Feeds

Elpida hikes DRAM prices 20 per cent

Will others follow?

Top 5 reasons to deploy VMware with Tegile

The last time DRAM chip prices fell into a money pit, in 1999, the big four memory makers dug themselves out by working as a team over the next three years.

OK, so it was price-fixing: understandable, but illegal. Samsung, Elpida, Hynix and Infineon were caught out - and in 2005 had to cough up $730m in fines. Later they dropped a few hundred million dollars more to head off class action suits.

Fast forward to 2008 and the Dramurai again are losing money hand over fist. But this time, there's no hot cartel action to claw back the $31bn industry's record losses.

So Elpida is going it alone, and today is telling the world, it's raising prices 20 per cent in April. The Japanese firm will slap on 10 per cent at the beginning of the month and another 10 per cent in the following contract round, two weeks later.

Demand is up and inventory levels are down, according to Bloomberg, and the other memory makers will surely take their cue from Elpida to raise prices. But for how long? Over-supply is endemic, and memory makers need to shift their stocks. This will not change unless a big DRAM maker throws in the towel. ®

Beginner's guide to SSL certificates

More from The Register

next story
It's Big, it's Blue... it's simply FABLESS! IBM's chip-free future
Or why the reversal of globalisation ain't gonna 'appen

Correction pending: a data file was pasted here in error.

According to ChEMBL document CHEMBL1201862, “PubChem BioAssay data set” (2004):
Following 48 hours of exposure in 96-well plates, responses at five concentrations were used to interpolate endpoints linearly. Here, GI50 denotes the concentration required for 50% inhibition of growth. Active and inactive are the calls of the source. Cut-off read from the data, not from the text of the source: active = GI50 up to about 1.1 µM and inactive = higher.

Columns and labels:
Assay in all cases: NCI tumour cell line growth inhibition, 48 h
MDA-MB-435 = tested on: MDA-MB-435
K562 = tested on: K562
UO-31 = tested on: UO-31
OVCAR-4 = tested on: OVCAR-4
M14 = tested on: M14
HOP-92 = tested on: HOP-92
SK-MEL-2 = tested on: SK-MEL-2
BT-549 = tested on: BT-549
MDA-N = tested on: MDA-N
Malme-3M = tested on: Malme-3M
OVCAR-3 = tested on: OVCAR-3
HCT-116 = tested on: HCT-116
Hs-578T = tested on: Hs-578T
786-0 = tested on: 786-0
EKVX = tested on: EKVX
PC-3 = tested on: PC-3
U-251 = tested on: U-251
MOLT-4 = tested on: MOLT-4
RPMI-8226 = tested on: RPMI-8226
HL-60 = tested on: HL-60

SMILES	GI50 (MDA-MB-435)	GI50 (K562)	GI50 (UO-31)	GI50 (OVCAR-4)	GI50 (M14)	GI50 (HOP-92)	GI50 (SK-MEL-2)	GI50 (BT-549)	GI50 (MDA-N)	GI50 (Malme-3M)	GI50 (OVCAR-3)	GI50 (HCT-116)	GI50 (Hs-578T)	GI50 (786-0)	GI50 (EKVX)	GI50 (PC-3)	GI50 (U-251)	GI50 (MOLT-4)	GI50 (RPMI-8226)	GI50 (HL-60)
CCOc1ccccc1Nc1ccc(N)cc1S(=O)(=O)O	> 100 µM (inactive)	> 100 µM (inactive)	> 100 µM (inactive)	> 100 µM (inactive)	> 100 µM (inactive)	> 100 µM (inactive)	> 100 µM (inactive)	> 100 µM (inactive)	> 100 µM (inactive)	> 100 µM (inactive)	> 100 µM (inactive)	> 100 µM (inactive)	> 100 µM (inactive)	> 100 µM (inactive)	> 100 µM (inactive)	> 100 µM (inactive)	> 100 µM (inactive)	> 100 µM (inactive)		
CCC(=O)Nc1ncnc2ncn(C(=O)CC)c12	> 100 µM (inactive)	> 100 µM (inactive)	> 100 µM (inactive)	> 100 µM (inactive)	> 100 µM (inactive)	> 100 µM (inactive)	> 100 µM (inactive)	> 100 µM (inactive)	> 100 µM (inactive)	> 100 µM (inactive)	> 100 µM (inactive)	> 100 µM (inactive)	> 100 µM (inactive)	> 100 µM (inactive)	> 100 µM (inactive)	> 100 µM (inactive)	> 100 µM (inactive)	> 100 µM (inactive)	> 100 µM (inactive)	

'Hmm, why CAN'T I run a water pipe through that rack of media servers?'
Leaving Las Vegas for Armenia kludging and Dubai dune bashing
Microsoft and Dell’s cloud in a box: Instant Azure for the data centre
A less painful way to run Microsoft’s private cloud
Facebook slurps 'paste sites' for STOLEN passwords, sprinkles on hash and salt
Zuck's ad empire DOESN'T see details in plain text. Phew!
Windows 10: Forget Cloudobile, put Security and Privacy First
But - dammit - It would be insane to say 'don't collect, because NSA'
CAGE MATCH: Microsoft, Dell open co-located bit barns in Oz
Whole new species of XaaS spawning in the antipodes
prev story

Whitepapers

Cloud and hybrid-cloud data protection for VMware
Learn how quick and easy it is to configure backups and perform restores for VMware environments.
A strategic approach to identity relationship management
ForgeRock commissioned Forrester to evaluate companies’ IAM practices and requirements when it comes to customer-facing scenarios versus employee-facing ones.
High Performance for All
While HPC is not new, it has traditionally been seen as a specialist area – is it now geared up to meet more mainstream requirements?
Three 1TB solid state scorchers up for grabs
Big SSDs can be expensive but think big and think free because you could be the lucky winner of one of three 1TB Samsung SSD 840 EVO drives that we’re giving away worth over £300 apiece.
Security for virtualized datacentres
Legacy security solutions are inefficient due to the architectural differences between physical and virtual environments.